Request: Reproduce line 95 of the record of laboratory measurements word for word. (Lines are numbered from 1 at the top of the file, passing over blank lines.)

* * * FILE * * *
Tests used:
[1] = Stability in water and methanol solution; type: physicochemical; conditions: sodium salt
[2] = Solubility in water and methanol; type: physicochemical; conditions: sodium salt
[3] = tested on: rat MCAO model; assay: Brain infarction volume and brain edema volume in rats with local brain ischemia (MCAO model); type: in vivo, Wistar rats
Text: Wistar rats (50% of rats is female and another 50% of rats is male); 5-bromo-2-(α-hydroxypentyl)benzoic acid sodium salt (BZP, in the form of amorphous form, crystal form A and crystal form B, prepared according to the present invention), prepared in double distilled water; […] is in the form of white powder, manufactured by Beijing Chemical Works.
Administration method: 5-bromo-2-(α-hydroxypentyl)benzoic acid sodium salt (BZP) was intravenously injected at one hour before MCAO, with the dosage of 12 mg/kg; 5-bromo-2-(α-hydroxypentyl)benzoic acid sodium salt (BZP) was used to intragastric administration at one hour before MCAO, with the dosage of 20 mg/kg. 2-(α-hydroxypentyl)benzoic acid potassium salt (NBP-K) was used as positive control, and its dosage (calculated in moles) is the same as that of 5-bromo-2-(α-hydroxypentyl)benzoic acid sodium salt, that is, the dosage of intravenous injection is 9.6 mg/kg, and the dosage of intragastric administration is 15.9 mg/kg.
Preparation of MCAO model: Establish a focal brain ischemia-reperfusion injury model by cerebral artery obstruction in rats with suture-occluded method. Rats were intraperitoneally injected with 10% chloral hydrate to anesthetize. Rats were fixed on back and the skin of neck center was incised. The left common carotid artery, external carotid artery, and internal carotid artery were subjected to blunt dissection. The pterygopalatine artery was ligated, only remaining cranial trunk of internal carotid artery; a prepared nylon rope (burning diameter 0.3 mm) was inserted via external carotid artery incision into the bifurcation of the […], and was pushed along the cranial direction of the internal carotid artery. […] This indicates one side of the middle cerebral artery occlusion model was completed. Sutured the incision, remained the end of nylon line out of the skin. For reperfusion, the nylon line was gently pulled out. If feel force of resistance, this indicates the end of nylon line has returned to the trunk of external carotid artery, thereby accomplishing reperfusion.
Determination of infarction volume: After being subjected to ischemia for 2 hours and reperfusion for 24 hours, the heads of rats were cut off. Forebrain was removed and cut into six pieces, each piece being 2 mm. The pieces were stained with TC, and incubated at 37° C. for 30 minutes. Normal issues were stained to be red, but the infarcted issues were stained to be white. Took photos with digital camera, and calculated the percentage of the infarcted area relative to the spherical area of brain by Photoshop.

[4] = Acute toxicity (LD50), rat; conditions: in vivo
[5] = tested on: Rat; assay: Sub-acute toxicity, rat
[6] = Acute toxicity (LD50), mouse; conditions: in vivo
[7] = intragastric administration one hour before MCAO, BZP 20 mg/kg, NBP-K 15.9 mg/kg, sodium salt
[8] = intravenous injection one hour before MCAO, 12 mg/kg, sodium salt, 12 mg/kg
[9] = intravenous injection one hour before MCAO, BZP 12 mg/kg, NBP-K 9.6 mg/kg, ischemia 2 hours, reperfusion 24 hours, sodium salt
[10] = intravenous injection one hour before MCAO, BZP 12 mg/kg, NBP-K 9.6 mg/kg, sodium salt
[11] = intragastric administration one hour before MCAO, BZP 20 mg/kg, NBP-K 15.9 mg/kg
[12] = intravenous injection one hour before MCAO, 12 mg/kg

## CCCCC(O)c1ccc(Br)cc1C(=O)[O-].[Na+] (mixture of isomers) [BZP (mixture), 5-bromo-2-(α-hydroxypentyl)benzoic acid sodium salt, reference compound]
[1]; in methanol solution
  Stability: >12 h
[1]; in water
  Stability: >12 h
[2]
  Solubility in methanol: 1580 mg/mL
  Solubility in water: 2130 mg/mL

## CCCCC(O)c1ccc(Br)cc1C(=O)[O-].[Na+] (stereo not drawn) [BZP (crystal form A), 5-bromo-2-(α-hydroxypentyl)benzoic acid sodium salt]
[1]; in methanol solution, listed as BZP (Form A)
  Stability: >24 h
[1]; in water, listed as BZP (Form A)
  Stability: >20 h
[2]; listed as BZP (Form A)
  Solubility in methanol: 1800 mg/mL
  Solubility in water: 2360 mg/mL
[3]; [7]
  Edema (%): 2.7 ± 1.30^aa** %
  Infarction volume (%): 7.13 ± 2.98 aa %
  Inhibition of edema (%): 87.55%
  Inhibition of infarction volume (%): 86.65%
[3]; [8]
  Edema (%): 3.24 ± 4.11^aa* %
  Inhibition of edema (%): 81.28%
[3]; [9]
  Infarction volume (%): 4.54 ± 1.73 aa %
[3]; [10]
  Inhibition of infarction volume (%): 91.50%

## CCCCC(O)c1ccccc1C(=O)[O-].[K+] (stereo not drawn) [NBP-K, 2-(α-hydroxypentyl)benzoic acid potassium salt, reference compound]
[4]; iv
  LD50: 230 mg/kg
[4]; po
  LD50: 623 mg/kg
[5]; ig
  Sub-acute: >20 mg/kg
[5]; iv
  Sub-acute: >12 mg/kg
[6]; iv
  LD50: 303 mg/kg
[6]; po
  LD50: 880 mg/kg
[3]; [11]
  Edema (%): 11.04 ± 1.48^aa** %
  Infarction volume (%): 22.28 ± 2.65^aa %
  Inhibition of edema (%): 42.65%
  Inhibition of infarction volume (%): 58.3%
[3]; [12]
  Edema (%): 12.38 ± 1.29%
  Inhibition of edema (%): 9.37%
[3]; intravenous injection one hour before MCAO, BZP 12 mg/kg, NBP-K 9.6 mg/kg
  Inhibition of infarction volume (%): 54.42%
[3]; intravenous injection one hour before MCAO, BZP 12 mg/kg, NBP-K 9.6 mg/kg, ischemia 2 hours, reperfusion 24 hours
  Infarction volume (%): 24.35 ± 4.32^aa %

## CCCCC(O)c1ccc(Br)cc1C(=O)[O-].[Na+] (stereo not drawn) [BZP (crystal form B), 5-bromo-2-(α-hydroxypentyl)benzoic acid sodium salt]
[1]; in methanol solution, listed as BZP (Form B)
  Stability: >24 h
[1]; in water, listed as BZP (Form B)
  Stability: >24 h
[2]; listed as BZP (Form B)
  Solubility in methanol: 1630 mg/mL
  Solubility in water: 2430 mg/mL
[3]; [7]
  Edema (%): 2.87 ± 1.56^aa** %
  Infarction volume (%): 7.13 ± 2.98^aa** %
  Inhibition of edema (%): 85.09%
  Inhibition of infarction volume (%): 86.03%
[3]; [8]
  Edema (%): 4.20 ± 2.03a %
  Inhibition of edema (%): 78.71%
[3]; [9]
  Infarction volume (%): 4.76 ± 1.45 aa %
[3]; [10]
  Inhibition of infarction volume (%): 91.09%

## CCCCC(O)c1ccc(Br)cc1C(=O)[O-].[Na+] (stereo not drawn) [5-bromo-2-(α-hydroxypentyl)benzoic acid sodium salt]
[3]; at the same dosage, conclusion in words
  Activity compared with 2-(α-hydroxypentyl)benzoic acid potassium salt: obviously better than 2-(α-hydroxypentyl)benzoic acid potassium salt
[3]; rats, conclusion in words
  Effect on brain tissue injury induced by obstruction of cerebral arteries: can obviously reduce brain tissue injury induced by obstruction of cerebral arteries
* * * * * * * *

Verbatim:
  Effect on brain tissue injury induced by obstruction of cerebral arteries: can obviously reduce brain tissue injury induced by obstruction of cerebral arteries